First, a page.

Orlando Magic’s Blue and Silver Linings: 3 key takeaways from the 2021 season

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Gary Harris, Orlando Magic, Domantas Sabonis, Indiana pacers
The Indiana Pacers’ tough defense and depth spelled trouble for Gary Harris and the Orlando Magic. Mandatory Credit: Kim Klement-USA TODAY Sports /

Climbing from the bottom

Moving on to the weaknesses, we see the Orlando Magic need across-the-board improvements.

It is no surprise that a team with 21 wins would be at or around the bottom of the league in most statistical categories, yet looking at the number . . . yikes.

The Magic finished the season bottom 10 in most statistical categories — including advanced statistics. Overall, the Magic’s -9.4 net rating was 29th in the NBA this season — a ghastly mark with even the most optimistic of outlooks.

The offense in particular was pretty, well, offensive.

It is no secret offense was a tremendous issue for the Magic this season. The loss of Nikola Vucevic and Evan Fournier compounded the offensive woes and there was rarely any cohesion on the offensive side of the ball.

After the trade deadline, an already struggling offense tanked, finishing 29th at 103.3 points per 100 possessions. Only the blatantly tanking Oklahoma City Thunder finished with a worse mark.

This discrepancy is highlighted by the confounding assist percentages. The Magic finished the 2021 season ranked 28th in total assists per game at a paltry 21.8. After the trade deadline, that dropped to 20.6 per game.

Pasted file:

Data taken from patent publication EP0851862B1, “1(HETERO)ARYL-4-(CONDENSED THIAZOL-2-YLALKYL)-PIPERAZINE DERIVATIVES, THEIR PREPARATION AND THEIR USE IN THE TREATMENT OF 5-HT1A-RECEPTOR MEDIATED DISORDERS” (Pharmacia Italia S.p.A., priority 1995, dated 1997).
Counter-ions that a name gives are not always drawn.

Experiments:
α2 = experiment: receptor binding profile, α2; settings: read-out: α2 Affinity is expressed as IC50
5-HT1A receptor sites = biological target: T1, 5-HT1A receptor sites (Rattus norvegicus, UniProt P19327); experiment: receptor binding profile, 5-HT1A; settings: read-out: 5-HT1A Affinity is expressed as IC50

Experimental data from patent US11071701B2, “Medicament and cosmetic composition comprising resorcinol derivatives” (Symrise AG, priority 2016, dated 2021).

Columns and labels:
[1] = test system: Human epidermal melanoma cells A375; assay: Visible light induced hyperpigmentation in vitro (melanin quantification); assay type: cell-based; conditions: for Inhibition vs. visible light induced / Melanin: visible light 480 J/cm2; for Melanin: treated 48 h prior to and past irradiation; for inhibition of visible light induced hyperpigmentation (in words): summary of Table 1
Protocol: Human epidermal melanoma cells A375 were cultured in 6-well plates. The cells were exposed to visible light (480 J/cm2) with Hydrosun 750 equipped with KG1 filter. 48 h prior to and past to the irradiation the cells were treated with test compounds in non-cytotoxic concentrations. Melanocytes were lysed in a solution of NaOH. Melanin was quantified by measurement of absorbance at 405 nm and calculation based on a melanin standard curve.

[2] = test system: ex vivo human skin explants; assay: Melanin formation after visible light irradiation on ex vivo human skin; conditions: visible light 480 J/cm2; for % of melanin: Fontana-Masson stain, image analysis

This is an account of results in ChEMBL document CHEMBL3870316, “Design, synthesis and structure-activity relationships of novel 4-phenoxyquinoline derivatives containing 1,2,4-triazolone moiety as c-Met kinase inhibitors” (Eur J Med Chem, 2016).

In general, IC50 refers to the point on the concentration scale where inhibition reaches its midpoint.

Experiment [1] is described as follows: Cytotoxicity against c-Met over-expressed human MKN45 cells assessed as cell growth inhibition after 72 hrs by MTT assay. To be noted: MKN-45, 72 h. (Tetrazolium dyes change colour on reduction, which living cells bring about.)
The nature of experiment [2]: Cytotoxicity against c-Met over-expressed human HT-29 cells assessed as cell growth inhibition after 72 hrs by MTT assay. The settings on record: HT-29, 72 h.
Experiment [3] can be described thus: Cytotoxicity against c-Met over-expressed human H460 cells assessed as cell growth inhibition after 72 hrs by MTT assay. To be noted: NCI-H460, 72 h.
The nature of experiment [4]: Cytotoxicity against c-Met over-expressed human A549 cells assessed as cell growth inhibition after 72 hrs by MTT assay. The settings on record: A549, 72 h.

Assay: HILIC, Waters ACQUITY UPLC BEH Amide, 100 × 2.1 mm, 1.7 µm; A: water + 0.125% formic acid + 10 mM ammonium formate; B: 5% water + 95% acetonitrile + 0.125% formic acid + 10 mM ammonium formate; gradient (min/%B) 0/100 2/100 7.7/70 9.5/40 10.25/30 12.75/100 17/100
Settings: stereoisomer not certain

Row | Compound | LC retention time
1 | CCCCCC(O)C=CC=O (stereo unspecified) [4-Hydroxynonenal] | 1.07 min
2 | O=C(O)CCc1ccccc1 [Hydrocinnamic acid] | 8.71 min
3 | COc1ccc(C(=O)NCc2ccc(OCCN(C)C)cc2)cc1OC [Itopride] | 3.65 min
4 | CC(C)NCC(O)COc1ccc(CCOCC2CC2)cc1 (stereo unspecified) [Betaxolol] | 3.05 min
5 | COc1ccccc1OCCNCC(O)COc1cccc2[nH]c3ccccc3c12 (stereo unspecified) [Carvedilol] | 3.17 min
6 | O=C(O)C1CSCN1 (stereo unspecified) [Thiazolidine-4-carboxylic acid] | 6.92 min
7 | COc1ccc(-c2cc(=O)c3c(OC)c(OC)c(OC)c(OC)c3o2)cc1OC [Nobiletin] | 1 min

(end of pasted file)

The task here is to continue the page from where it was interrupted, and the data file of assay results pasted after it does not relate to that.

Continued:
Orlando Magic
Orlando Magic /

Orlando Magic

The offense indeed got worse. That will happen when a team misses shots — which the Magic did a lot.

According to data from Second Spectrum, the Magic averaged 43.7 potential assists per game (22nd in the league). That suggests a level of ball movement better than their offensive output. But after the trade deadline, that number dropped to 40.2 per game, the worst mark in the league.

What is truly confusing about these low assist numbers is that the Magic had one of the lowest turnover percentages in the league at 11.4-percent. This is always a staple of Clifford’s offenses.

The Magic were efficient at not turning the ball over but were simultaneously unwilling to pass — a troublesome formula in today’s hyper-efficient and egalitarian NBA.

Now, a lack of passing may not be a death knell for a team if this lack of passing is paired with efficient shooting. Teams like the James Harden and Chris Paul-led Houston Rockets were able to parlay a heliocentric offense into a highly effective offensive system due to the historic 3-point shooting.

The Magic are trending into historic shooting, just not in a good way.

For the season, the Magic ranked dead last in shooting at a boggling 42.9-percent. Combine this poor shooting percentage with a top-ten mark in shot attempts per game — a product of both the team’s low turnovers and its inability to get to the foul line — and it becomes clear what the offensive issues stem from.

The Magic were not an isolation offense — according to NBA.com’s tracking data, the Magic ran isolations just 4.1-percent of possessions, the lowest mark in the league. They were just unable to get good shots and missed a lot of open shots in the process — the Magic shot just 39.4-percent for the season on shots where the closest defender was six or more feet away (fourth-worst in the league) and 41.3-percent with the closest defender 4-6 feet away (second-worst in the league).

Orlando could certainly get more of these kinds of shots. But, at the end of the day, they need to make them. And the ball needs to move inside out especially to create these opportunities — the Magic averaged only 20.1 of those all-important paint touches according to data from Second Spectrum, still in the bottom-10 in the league which hurts a poor shooting team like the Magic more than others.

For a young team like the Magic, it is imperative for not only team success but also player development that passing and intelligent offense should be emphasized to accentuate the strengths of each player and to simplify the roles of the off-ball guards and forwards.